Four Air Liquide employees injured in explosion

Press release from High Springs Fire Department

HIGH SPRINGS, Fla. – At 4:01 a.m. on the morning of May 4, 2023, the High Springs Fire Department was dispatched to Air Liquide, 17526 High Springs Main Street, for a reported explosion. Within minutes, firefighters arrived on scene, advising of an active fire with multiple people injured.

Four Air Liquide employees were injured as a result of the explosion, one of whom was air-lifted by ShandsCair medical helicopter. The other three were transported by ground to area hospitals for evaluation and treatment and have been released.

Gainesville Fire Rescue’s Regional Hazardous Materials (HazMat) team responded to the scene to evaluate the area of the explosion. After a thorough reconnaissance by the HazMat team, it was determined the incident was contained and infrastructure in the affected building was secured. Alachua County Fire Rescue’s drone team was also requested to aid in the mitigation and investigation efforts.

No injuries to first responders were reported. High Springs Main Street was closed between NW 182nd Avenue and NW 174th Avenue for approximately nine hours. The cause of the explosion is under investigation by the Florida State Fire Marshal’s Office.

Photo courtesy Gainesville Fire Department
Photo courtesy Gainesville Fire Department
  • My heart goes out to the victims and their families. May you all have a full recovery.

  • Air Liquid Website Says: “Safety is a core value at Air Liquide and we take pride in our high safety standards. Our safety performance, which has improved steadily for more than 20 years, attests to the active involvement of employees in Air Liquide’s strong safety culture.” – https://usa.airliquide.com/about-us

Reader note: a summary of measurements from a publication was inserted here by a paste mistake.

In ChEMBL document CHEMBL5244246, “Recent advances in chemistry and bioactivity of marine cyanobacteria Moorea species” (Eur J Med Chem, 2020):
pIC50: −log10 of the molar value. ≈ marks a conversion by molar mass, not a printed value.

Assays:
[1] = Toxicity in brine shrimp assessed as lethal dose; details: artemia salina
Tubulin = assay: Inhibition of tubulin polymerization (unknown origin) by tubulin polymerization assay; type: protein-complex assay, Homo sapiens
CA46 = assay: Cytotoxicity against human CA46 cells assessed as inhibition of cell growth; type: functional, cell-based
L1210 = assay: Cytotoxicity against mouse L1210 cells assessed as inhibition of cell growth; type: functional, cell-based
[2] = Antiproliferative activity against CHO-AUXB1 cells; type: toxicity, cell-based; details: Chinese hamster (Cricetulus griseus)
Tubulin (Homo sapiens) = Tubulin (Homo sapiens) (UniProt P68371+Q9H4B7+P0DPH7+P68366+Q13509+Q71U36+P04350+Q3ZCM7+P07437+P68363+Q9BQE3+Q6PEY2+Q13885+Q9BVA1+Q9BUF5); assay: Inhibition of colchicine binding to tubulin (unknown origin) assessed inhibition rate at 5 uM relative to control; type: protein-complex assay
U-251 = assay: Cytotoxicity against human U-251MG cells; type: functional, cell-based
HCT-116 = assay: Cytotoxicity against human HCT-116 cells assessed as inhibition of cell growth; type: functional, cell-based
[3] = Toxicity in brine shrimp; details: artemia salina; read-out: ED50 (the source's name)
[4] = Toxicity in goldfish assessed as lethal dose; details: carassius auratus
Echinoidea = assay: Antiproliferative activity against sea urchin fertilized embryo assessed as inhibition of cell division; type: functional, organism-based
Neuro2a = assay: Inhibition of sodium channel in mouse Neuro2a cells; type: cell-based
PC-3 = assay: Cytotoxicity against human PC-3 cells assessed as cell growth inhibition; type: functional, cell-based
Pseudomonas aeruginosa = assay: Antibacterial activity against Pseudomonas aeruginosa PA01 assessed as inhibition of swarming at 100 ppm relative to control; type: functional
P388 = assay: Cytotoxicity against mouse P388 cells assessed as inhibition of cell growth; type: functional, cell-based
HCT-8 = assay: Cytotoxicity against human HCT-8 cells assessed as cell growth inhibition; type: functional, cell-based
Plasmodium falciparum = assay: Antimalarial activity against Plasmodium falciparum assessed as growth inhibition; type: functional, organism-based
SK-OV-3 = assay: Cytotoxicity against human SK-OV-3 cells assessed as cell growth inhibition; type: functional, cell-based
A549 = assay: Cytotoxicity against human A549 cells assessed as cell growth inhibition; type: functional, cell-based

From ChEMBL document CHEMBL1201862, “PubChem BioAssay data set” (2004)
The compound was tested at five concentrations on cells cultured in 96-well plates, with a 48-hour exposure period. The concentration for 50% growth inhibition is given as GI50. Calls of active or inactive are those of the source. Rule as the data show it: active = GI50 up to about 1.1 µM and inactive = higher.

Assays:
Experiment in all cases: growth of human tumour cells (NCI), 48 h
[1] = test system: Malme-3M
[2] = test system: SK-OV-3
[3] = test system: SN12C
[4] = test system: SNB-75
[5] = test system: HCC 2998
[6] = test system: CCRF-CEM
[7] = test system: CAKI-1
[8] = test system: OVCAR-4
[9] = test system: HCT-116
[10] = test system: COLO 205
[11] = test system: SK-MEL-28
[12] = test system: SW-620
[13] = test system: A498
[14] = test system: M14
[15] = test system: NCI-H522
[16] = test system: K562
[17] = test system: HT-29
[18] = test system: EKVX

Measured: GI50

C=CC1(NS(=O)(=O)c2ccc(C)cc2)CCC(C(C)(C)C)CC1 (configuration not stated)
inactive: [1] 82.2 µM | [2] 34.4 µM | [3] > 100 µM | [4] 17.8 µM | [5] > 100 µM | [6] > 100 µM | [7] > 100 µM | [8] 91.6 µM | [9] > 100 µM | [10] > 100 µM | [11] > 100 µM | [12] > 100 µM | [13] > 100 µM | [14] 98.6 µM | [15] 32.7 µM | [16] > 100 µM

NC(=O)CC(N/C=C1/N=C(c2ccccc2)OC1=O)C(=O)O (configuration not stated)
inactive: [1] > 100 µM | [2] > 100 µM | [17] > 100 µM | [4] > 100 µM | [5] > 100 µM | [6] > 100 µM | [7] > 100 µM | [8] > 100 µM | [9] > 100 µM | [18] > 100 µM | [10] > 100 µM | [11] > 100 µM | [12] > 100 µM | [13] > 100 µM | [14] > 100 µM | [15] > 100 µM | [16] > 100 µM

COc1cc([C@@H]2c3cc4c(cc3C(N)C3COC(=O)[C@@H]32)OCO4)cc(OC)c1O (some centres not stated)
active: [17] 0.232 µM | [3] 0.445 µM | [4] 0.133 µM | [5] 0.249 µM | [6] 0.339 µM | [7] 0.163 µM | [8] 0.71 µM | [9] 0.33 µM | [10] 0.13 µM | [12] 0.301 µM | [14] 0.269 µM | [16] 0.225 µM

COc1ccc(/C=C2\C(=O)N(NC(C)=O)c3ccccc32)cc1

• Weird, since I have a friend who worked there and constantly complained about the turnover rate for employees, ever shifting schedule, and lack of concern for safety protocols.

      • With all due respect, turnover and complaints about work schedules in manufacturing where the schedule involves running 24/7 and/or rotating shift are always high. While there is probably a bit of truth to both issues (because no system is absolutely perfect), there is really no surprise there. I have friends I worked with in a similar manufacturing environment who currently work at ALAM in High Springs and I’ve never heard anything (either directly or through the grapevine) about safety as an issue. Also, behavior based safety and employee ownership of the safety process is the norm nowadays in manufacturing, allowing employees to basically decline to do something for which there may be significant legitimate safety concerns until the concerns are addressed. These guys just took a significant hit, and those of us who understand that hope the best for the employees, our friends, and the company. How about waiting until the Chemical Safety Board and other agencies involved conduct and complete their respective investigations so public opinion can be based on fact and not conjecture?

  • I worked for this company for 7 years and worked at this facility for several months. They’d take inexperienced employees and put them on a 12 hour night shift with no supervision and employees with with similar experience. The people of high springs would be horrified if they knew what went on there and what they had there on site. The company is production fire safety last. Money rules all their decisions.

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